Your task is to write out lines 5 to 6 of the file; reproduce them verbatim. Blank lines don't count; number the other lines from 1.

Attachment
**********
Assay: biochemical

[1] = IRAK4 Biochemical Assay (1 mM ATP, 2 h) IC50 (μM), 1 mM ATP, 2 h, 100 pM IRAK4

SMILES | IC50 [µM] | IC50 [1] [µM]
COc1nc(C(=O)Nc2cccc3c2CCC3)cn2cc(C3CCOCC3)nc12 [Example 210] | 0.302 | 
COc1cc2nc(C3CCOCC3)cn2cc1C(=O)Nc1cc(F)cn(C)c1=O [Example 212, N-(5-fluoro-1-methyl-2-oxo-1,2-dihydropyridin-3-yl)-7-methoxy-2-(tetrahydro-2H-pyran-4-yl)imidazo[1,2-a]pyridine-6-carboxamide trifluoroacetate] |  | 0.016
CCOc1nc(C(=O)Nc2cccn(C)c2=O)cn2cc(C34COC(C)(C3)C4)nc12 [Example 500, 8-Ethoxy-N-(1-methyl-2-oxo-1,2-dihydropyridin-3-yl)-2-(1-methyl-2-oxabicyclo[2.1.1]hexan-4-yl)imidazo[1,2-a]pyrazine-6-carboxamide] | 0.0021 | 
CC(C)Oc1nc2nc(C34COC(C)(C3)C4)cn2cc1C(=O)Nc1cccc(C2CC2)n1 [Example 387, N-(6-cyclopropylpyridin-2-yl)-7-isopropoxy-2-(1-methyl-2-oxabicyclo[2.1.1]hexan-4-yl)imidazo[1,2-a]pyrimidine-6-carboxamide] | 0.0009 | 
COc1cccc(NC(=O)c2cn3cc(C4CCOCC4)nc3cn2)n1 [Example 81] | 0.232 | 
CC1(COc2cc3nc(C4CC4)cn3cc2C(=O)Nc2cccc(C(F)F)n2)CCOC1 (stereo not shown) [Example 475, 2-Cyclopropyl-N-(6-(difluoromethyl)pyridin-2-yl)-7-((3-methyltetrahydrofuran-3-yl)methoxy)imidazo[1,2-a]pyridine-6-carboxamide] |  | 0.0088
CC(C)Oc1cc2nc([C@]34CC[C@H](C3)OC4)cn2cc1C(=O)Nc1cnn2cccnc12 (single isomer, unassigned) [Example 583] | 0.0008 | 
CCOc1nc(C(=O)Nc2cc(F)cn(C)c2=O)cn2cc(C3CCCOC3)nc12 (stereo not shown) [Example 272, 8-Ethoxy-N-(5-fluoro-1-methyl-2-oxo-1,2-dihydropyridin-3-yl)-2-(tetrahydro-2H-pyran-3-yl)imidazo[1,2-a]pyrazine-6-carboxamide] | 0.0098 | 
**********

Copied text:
COc1cc2nc(C3CCOCC3)cn2cc1C(=O)Nc1cc(F)cn(C)c1=O [Example 212, N-(5-fluoro-1-methyl-2-oxo-1,2-dihydropyridin-3-yl)-7-methoxy-2-(tetrahydro-2H-pyran-4-yl)imidazo[1,2-a]pyridine-6-carboxamide trifluoroacetate] |  | 0.016
CCOc1nc(C(=O)Nc2cccn(C)c2=O)cn2cc(C34COC(C)(C3)C4)nc12 [Example 500, 8-Ethoxy-N-(1-methyl-2-oxo-1,2-dihydropyridin-3-yl)-2-(1-methyl-2-oxabicyclo[2.1.1]hexan-4-yl)imidazo[1,2-a]pyrazine-6-carboxamide] | 0.0021 | 